THE Ashes are on the brink of going as all those hopes and dreams were crushed by another pathetic batting performance.
It was a glorious day in Leeds, the sun was shining and the air balmy, and yet England somehow contrived to be routed for just 67 all out.
Finding words sufficiently damning is difficult. England produced a truly mindless effort, devoid of skill, patience, application and the basic ability to remain at the wicket for more than a few minutes.
The grim stats tell us England’s first innings in the Third Test lasted just 27.5 overs, it was their lowest Ashes total since 1948 and the top score was 12.
Jason Roy, Joe Denly, Ben Stokes and Jos Buttler were among those who perished to abysmal shot selection and execution. But really the whole lot of them should be rounded up and forced to watch a ten-hour video of Geoff Boycott or Chris Tavare or Mike Atherton blocking.
Don’t these blokes see how Steve Smith goes about his work? He leaves balls and he defends. HE TRIES TO STAY IN. What a revolutionary idea from the most prolific Test batsman in the world.
Marnus Labuschagne is the same. Since coming in for Smith at Lord’s, his scores have been 59, 74 and 53 not out based on prudence and smart game management.
By the close of day two, Australia were 171-6 and had advanced their lead to 283 with three days remaining.
England produced a truly mindless effort, devoid of skill, patience, application and the basic ability to remain at the wicket for more than a few minutes[/caption]
The grim stats tell us England’s first innings in the Third Test lasted just 27.5 overs[/caption]
England had their lowest Ashes total since 1948 and the top score was 12[/caption]
Sure, the pitch offered assistance, the red balls (remember, England chose to play with last year’s batch) swung around and several batsmen appeared stuck in one-day mode.
But there can be no mitigation for such an abject capitulation.
When Jofra Archer hobbled off dragging his left leg during the final session, the ultimate horror scenario looked possible. Thankfully, the diagnosis was cramp and he returned to the field 20 minutes later.
Archer had earlier endeared himself to spectators still further by grabbing a giant inflatable water melon from a steward and flicking it back into the crowd when it was about to be confiscated.
With Australia holding the Ashes after their 4-0 triumph in 2017-18, England needed to win this series to recapture the little urn.
But the Aussies, already 1-0 up following their win at Edgbaston, are 95 per cent to win here and go dormy two. So cricket’s most famous trophy is destined to stay in Australian hands, although it actually remains encased in perspex at the Lord’s museum.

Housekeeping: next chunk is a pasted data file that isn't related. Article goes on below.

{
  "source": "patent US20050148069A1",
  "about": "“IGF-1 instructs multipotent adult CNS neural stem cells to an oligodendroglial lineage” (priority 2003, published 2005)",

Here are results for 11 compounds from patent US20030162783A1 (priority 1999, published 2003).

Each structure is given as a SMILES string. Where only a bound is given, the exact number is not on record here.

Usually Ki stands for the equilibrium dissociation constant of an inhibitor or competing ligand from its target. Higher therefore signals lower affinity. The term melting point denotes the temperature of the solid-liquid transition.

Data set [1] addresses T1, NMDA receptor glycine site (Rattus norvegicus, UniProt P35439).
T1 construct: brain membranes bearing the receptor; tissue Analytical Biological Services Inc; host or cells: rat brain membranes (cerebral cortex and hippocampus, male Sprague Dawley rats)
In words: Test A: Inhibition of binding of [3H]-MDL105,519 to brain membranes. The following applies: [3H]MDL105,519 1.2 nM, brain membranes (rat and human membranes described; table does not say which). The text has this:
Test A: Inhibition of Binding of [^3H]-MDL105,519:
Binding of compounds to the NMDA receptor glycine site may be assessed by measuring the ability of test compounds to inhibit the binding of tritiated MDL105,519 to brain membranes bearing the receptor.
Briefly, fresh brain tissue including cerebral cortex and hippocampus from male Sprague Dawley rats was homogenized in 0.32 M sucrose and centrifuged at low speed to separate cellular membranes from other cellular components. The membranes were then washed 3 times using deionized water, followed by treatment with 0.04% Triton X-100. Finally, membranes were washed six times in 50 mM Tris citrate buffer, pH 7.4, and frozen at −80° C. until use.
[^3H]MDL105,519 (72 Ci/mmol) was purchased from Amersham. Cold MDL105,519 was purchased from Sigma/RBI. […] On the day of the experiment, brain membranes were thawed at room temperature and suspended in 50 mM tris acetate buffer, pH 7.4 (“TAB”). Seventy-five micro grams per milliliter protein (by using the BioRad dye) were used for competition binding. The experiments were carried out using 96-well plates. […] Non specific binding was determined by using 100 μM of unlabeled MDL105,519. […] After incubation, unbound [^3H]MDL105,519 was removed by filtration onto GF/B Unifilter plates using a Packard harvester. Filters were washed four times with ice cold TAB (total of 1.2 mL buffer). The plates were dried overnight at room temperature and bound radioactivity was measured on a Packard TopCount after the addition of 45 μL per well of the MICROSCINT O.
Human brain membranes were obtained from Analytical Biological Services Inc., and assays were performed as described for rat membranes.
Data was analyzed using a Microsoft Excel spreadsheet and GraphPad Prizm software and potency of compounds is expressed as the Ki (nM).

Bowling maestro Jofra Archer was dealt with getting rid of an inflatable watermelon[/caption]
Archer hobbled off dragging his left leg during the final session[/caption]
After the optimism generated by Archer’s six-wicket haul on Thursday, this was a massive pricking of England’s water melon.
Everything should have been in England’s favour here. They won the toss on Thursday and forced Australia to bat in damp, cloudy conditions with Smith missing because of concussion.
And yesterday England batted under blue skies. But they had no answer to the relentless pace, accuracy and movement of Josh Hazlewood, Pat Cummins and James Pattinson.
England have been bowled out for fewer than 100 four times in the past 18 months – by New Zealand, Barbados, Ireland and now Australia.
They change their batting order almost every match and there are serious doubts whether Roy, Denly, Buttler and maybe even Bairstow deserve their places as batsmen. Captain Root has been dismissed by two of the last three balls he has faced and looks tired and dispirited.
Root also dropped a dolly, juggling catch at slip to reprieve Labuschagne. It was the error of a distracted man.
Roy was soon caught at first slip as he edged an attempted drive against Hazlewood. He made just nine but ended up joint-second top scorer.
Root edged his second ball and Rory Burns, who attracts plenty of short stuff, gloved an attempted pull to the wicketkeeper.
England had no answer to the relentless pace, accuracy and movement of Josh Hazlewood, Pat Cummins and James Pattinson[/caption]
Captain Root has been dismissed by two of the last three balls he has faced and looks tired and dispirited[/caption]
Stokes chased the widest of wide balls and somehow skewed a catch to slip.
Denly reached double figures – an exclusive club in this innings – but it was a heck of a struggle and he perished aiming an extravagant and unnecessary drive at Pattinson.
Bairstow’s edge gave David Warner his fourth catch and, to the first ball after lunch, Woakes was held down the legside.
From the opening ball of the second over following the interval, Buttler drove uppishly to short extra cover. Another soft dismissal.
Archer was caught behind when he left his bat pointing upwards, periscope-style, as he ducked a bouncer. Jack Leach was last out, bowled round his legs.
Building on a lead of 112, Australia lost Warner lbw to Stuart Broad’s second ball and Marcus Harris was bowled through the gate aiming a drive at Leach’s first ball, which turned sharply. Australia were 52-3 when Usman Khawaja swished at Woakes and was held at second slip.
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But Labuschagne frustrated England again and found allies in Travis Head and Matthew Wade as Australia’s lead crept northwards.
Stokes took two wickets during a monster spell after tea and Broad dismissed captain Tim Paine for a duck
But it will take a miracle for the Ashes can be reclaimed now.